How can we prevent similar tragedies?


Jon Krakauer

How can we prevent similar tragedies?
Question: Jon,

Is there any reason to believe that we can prevent similar tragedies in the future? Not that I want mountaineering itself to be regulated, but is there any indication that these guiding groups have learned anything from the tragedy?

Looking forward to Into Thin Air. I enjoyed Eiger Dreams immensely.

A. Patrick Roy
Memphis, TN

Jon: Dear Patrick,

I think similar tragedies are inevitable in the future. Sadly, horribly, in the days since you sent your question, five more climbers have lost their lives on Everest — strong, experienced mountaineers who perished on the North Col/Northeast Ridge route on May 8-9. And let’s not forget what happened last year to the South African expedition, a mere two weeks after the
calamity that claimed the lives of Rob Hall, Scott Fischer, Andy Harris, Doug Hansen, Yasuko Namba, Tsewang Smanla, Tsewang Paljor, and Dorje Morup.

The South African team had been present at Camp IV at 26,000 feet on the South Col on May 10-11 when disaster struck. They’d felt the ferocity of that storm that killed so many, heard the desperate radio calls for help, seen Beck Weathers stagger into camp crippled with extensive frostbite. When they set out for the summit 14 days later, on May 25, 1996, the South African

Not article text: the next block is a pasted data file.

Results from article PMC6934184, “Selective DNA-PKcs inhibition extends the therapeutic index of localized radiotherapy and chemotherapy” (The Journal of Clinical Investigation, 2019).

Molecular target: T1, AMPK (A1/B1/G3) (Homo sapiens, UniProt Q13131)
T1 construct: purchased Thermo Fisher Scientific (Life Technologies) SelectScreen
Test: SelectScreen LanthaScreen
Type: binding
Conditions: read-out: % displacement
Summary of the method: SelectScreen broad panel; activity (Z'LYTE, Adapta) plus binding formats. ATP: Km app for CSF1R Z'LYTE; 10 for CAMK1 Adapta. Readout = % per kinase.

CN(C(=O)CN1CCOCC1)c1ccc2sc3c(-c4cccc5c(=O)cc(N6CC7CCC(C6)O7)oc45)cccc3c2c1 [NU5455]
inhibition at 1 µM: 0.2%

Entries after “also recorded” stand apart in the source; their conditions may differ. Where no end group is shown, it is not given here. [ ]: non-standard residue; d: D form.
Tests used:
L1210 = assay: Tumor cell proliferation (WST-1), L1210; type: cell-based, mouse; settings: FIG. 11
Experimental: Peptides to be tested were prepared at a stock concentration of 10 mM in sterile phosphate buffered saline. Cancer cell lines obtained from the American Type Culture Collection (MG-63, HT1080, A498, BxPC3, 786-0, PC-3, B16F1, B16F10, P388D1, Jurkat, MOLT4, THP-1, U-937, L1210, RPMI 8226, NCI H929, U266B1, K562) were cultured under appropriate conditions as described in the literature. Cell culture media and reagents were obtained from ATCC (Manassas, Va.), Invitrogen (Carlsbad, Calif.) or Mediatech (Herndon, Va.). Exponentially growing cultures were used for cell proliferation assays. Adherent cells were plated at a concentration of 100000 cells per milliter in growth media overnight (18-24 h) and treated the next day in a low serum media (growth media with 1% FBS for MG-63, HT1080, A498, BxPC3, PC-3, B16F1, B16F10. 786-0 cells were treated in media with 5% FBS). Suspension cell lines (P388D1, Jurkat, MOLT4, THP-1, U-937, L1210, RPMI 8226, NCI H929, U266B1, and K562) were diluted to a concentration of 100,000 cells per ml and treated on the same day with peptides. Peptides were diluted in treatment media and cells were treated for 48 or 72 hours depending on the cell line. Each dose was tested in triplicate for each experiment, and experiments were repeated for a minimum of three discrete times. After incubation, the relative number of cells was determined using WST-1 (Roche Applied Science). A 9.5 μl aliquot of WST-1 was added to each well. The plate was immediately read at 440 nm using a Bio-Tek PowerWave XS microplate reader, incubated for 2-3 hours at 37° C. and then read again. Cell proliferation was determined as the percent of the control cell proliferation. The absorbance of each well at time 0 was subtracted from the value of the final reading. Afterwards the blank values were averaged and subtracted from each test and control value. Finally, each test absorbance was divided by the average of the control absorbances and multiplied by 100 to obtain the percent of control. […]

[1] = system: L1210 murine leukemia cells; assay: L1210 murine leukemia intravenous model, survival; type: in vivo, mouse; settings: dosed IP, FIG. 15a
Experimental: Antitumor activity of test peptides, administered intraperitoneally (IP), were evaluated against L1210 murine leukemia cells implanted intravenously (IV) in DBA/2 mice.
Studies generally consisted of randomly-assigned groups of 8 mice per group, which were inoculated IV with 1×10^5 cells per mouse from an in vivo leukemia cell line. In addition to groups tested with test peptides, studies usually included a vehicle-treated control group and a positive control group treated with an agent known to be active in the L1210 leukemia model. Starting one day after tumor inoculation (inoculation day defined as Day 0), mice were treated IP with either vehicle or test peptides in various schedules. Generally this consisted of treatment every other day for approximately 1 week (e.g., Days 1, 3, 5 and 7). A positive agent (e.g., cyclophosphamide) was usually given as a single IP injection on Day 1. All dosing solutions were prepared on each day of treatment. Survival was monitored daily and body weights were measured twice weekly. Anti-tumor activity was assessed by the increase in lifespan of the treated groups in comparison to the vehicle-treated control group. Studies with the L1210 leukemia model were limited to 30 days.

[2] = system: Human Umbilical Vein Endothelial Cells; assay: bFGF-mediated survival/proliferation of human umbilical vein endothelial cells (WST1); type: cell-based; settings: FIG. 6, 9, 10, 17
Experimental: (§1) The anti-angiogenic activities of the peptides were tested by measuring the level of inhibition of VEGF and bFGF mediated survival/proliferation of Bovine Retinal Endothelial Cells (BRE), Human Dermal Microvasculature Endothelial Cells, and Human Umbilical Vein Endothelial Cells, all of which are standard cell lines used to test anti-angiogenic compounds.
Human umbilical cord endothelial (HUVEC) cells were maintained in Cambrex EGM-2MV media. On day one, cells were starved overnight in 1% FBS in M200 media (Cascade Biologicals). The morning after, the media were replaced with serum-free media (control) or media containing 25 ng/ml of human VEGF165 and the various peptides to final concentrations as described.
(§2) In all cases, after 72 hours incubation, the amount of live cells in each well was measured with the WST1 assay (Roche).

team climbed right past the remains of Scott Fischer, and several hours later stepped directly over Rob Hall’s lifeless legs as they traversed the South Summit at 28,700 feet.

Apparently, the bodies made little impression on them, however, because a member of the South African team named Bruce Herrod didn’t summit until 5 p.m., by which time all his teammates had already tagged the top and descended back to Camp IV, leaving him alone on the top of the mountain, out of oxygen, with less than two hours of daylight remaining. In late April 1997,
when a team of Kazakhs, Russians, and Indonesians led by Anatoli Boukreev reached the summit ridge on their way to becoming the first climbers to ascend Everest this year, they came across Herrod dangling from a fixed rope at the base of the Hillary Step, where he had expired a year earlier.

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